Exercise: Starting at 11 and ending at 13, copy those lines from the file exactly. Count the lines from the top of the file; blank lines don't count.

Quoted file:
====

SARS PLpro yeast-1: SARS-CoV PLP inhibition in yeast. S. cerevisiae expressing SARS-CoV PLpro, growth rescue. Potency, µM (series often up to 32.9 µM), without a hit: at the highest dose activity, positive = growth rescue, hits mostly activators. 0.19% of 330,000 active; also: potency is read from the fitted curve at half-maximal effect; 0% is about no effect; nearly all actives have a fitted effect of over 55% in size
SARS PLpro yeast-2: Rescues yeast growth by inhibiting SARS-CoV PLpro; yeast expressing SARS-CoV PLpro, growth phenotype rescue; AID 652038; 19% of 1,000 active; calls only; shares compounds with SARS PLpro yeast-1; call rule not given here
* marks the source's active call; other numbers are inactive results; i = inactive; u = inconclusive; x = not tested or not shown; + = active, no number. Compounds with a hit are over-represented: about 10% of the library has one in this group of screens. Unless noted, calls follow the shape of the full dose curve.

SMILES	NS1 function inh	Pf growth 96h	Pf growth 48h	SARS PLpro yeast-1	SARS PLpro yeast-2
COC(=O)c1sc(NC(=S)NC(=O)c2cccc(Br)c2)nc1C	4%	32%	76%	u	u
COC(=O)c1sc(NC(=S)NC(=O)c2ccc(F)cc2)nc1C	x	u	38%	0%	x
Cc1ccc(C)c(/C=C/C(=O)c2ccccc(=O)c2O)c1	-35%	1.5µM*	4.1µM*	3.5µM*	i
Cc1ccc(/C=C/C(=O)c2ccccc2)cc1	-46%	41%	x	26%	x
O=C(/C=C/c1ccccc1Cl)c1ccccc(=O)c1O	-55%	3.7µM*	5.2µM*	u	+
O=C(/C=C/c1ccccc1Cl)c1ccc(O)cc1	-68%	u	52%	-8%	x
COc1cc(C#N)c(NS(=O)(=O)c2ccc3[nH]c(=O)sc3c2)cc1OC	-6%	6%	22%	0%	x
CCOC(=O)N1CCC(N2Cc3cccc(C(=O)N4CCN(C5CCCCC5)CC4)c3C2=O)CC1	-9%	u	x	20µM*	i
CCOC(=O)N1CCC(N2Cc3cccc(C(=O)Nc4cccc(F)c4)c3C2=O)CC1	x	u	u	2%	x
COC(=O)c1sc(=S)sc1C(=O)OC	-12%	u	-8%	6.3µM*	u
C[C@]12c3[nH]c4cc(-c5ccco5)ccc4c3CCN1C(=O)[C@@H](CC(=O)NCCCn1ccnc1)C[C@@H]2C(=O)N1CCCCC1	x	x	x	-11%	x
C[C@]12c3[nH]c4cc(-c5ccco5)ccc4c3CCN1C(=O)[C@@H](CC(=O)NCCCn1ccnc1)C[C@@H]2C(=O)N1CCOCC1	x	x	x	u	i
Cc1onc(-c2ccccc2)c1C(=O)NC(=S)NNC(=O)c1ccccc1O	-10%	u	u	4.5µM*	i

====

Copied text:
COc1cc(C#N)c(NS(=O)(=O)c2ccc3[nH]c(=O)sc3c2)cc1OC	-6%	6%	22%	0%	x
CCOC(=O)N1CCC(N2Cc3cccc(C(=O)N4CCN(C5CCCCC5)CC4)c3C2=O)CC1	-9%	u	x	20µM*	i
CCOC(=O)N1CCC(N2Cc3cccc(C(=O)Nc4cccc(F)c4)c3C2=O)CC1	x	u	u	2%	x